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  1. #1

    Need Help With Purchasing My First Rifle

    Hey guys,

    The only firearm I've ever owned is Springfield XD Compact 45acp. I was told .45 is too big of a caliber for a first handgun and go with 9mm instead. I am so glad I didn't take that advice. There is a recoil to it but it's so much fun to shoot. Lesson learned: Never compromise on caliber.

    Now I am looking to purchase my first rifle (hunting & sniper combo). I have never hunted but would love to go out soon. Anyone planning a hunting trip, hit me up.

    I have been researching a lot and like all newbies, I started looking for 1000+ yard rifles. But based on my research, I have found that there aren't any ranges to go shoot at 1000 yard plus in Houston and around; which totally kills the purpose of owning one. But at the same time, I think maybe I should since there's no harm of owning something which is an overkill. What's there to lose besides some $$$. It's not like a 1000+ yard rifle can't shoot well at 100 yards.

    So help me out with what's out there for someone like me who just wants to get started. I definitely don't want to buy something basic and feel like buying something better a year down the line. That to me is a waste of money. I'll rather buy something good now, even if I can't use it to its full potential on an ongoing basis.

    From what I have researched, I found this one to be a good contender: Remington 700 XCR Compact Tactical Rifle 20" Barrel 12" twist (308 Win) OR Remington 700 Stainless Steel 5-R 20" Threaded Barrel 1:11-1/4 twist (308 Win) with Vortex Optics 6-24x50 Viper PST FFP Riflescope. These are some which seem to be in a moderate price range and be able to do what I want. What do you think about these and if there's anything out there which would fit in?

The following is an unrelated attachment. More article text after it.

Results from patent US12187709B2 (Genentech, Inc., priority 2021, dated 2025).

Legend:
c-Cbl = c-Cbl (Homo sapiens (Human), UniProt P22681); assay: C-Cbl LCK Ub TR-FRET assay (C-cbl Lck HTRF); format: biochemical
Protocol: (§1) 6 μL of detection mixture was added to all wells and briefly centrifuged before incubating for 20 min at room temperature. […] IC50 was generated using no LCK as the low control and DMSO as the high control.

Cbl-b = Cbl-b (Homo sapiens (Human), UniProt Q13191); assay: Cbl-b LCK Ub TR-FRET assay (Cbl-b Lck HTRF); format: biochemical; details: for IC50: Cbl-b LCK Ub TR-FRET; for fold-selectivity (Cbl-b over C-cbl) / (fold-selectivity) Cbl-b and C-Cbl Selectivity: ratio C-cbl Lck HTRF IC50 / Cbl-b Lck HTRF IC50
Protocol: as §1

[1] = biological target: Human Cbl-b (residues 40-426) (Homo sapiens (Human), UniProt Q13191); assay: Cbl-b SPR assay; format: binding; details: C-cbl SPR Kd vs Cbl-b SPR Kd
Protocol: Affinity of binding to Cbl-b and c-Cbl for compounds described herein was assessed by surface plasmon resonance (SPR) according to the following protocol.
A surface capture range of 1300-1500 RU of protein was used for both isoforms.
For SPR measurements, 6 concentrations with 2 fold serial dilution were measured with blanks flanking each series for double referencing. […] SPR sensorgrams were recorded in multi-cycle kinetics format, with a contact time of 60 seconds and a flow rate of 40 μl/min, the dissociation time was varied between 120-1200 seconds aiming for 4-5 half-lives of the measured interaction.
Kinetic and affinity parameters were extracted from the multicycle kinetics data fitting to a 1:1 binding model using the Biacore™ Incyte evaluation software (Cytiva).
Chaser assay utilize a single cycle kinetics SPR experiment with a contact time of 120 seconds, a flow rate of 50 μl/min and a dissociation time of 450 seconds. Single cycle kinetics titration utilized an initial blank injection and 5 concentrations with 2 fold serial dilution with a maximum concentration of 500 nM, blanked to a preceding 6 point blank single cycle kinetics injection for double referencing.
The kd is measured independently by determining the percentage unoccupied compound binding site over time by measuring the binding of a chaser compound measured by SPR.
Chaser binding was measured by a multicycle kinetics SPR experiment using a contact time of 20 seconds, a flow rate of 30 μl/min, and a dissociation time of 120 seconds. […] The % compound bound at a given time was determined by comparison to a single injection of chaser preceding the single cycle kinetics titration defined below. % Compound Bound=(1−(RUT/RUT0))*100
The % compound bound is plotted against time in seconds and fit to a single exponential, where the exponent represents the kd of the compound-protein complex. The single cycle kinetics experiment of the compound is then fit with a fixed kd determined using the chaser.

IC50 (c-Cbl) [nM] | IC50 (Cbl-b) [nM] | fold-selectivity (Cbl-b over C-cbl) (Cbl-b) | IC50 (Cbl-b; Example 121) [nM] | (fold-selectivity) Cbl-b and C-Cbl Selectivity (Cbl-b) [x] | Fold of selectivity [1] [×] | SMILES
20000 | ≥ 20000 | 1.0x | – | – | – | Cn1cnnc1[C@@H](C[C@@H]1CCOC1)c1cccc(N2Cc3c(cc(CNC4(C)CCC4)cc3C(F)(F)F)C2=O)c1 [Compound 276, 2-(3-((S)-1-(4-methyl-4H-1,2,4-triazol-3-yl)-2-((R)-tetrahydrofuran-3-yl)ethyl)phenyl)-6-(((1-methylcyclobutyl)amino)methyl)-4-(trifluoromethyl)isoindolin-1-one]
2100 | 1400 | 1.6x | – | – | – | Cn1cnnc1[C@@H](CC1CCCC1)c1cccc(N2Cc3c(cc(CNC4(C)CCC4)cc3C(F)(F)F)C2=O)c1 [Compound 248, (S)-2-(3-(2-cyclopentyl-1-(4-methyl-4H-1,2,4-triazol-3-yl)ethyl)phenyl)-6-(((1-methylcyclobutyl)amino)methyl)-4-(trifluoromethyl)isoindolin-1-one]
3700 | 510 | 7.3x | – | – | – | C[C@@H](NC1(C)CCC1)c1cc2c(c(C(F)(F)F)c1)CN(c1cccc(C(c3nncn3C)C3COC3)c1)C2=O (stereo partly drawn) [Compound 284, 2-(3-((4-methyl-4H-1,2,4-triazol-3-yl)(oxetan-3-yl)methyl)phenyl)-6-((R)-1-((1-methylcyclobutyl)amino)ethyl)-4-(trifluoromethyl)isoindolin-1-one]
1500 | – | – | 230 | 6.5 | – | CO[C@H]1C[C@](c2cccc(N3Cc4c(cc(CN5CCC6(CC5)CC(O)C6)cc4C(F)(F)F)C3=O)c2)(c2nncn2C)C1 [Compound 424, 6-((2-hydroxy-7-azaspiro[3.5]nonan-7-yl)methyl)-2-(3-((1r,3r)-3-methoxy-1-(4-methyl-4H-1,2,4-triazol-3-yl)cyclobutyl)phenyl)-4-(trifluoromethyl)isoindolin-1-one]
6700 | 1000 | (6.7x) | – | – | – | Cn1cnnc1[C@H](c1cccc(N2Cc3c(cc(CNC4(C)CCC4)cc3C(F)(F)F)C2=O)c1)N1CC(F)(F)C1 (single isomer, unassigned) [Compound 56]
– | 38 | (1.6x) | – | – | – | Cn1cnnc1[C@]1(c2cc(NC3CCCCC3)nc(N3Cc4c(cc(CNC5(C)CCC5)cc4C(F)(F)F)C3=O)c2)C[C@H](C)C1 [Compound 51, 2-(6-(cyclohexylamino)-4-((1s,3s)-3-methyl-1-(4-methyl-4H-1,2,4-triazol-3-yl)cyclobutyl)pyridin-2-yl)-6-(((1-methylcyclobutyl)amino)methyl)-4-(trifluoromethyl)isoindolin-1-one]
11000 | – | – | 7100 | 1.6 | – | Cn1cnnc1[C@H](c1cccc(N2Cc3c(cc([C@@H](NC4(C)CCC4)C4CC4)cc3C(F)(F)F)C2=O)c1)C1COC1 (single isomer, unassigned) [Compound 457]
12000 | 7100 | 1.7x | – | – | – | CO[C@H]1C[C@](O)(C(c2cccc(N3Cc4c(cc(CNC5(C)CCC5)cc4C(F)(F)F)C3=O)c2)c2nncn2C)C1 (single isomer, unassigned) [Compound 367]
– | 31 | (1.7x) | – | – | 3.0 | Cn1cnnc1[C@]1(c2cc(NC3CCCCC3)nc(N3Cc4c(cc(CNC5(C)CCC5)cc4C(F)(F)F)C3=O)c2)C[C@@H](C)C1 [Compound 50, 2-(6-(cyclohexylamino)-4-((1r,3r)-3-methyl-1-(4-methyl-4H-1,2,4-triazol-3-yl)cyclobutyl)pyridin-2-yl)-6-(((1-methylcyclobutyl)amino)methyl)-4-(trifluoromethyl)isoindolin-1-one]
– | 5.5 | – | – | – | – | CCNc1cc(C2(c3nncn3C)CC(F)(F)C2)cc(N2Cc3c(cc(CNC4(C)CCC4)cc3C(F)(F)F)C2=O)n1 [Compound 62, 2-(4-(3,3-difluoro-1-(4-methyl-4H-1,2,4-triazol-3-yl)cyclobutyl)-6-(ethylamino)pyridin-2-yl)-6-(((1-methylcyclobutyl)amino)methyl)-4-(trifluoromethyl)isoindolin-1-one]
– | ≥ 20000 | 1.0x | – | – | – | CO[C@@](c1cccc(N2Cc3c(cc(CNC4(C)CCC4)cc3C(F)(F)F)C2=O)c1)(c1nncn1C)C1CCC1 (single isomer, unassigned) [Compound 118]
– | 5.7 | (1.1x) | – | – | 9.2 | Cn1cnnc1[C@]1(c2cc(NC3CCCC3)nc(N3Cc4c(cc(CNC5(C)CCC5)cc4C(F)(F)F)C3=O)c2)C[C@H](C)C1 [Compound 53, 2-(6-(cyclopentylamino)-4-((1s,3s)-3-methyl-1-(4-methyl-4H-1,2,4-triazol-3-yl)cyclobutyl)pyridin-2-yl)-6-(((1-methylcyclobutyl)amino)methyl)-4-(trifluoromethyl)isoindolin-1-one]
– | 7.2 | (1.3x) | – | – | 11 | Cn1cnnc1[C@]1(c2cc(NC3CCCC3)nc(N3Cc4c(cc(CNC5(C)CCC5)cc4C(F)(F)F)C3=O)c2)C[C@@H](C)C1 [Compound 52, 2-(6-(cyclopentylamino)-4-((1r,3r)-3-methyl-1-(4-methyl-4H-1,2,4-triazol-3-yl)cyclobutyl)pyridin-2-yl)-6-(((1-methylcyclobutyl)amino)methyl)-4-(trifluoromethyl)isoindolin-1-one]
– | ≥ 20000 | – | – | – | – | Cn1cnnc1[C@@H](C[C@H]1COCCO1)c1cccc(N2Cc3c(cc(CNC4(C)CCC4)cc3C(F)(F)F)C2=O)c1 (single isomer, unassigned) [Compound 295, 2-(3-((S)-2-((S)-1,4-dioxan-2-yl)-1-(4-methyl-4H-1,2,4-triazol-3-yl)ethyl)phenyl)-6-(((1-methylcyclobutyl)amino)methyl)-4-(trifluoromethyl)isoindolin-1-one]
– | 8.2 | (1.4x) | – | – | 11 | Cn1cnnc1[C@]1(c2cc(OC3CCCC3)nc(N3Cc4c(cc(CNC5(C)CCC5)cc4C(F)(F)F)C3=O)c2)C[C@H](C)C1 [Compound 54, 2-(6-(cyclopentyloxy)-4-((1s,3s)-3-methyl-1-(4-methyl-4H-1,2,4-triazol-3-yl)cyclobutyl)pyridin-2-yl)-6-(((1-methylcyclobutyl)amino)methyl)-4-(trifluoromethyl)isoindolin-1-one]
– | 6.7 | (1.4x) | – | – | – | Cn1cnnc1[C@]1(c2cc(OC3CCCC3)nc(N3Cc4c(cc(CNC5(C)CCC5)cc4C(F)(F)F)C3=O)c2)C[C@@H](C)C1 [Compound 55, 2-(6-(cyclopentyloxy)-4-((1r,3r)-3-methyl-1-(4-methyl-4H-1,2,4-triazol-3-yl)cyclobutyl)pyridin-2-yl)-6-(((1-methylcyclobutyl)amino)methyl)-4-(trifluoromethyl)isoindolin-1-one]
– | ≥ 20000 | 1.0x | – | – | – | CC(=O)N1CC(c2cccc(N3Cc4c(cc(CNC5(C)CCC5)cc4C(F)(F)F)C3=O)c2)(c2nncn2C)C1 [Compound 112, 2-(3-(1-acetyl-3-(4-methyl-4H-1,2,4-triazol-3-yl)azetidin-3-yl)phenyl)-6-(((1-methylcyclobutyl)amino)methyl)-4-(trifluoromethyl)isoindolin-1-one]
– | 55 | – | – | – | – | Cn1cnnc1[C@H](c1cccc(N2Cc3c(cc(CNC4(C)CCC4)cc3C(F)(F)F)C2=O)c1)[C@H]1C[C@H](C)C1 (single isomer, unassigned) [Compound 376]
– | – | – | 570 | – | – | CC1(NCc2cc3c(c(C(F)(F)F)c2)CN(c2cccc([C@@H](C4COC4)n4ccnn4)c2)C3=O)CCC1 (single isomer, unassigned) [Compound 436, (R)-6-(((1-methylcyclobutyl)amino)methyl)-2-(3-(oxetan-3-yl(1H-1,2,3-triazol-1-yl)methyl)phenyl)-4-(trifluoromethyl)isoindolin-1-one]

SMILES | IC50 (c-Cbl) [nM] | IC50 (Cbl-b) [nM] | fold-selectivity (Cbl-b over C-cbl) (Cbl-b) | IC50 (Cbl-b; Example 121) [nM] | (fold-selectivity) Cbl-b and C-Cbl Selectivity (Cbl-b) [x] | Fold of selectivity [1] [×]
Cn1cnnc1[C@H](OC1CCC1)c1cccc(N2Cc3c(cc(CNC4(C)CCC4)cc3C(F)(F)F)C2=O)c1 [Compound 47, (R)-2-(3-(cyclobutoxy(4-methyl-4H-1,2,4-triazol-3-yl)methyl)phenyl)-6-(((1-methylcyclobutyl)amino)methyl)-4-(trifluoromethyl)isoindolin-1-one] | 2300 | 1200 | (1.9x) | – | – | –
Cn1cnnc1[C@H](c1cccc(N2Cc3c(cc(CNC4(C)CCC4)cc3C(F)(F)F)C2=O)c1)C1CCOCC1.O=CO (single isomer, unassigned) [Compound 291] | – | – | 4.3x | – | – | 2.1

There are a couple that I really like/love but they start from $11,500 and I can't spend that much on my first rifle("probably never will"). So send me some options in the price range of the above-mentioned rifles.

    In short, I need something accurate, easy to maintain, packs a punch, yet moderate to afford for hunting/sniping.


    PS: Please don't give me generic answers like a gun is as good as the shooter etc OR build as you go.

  2. #2
    TGT Supporter outdare's Avatar
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    What is your budget?

    Sent from my SM-N920V using Tapatalk

  3. #3
    Around $1500 for the rifle and $1000 for the scope. I definitely want to stay under $3000 for the package.

    Btw, what is a healthy budget for a good rifle?

  4. #4
    Senior Member kyletxria1911a1's Avatar
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    I have a dpms ar 10 and a nikon 4x12x25 i can get out 1k yds
    Mine 1,100 otd
    shoot till they change shape or catch fire:fighting0010:
    if rattles take it to battle:banger:ie the 1911 nuff said
    TEXAS IS NOT MY BIRTHPLACE, BUT THIS WHERE MY SOUL REST

  5. #5
    Member jpfabricator's Avatar
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    There area few questions yo u need to ask yourself.
    What am I going to hunt?
    What has the most available ammo?
    What has the most, and affordable aftermarket parts?
    How fancy do I want this to be?

    If you want to shoot whitetail ,and an ocasional hog then you wont need anything bigger than a .30 cal IMHO. Magnum rounds are an overkill on anything on the North American continent. They won't be fun to shoot if you plan on going to do a lot of shooting and Ttarget practicing.They won't be cheap either.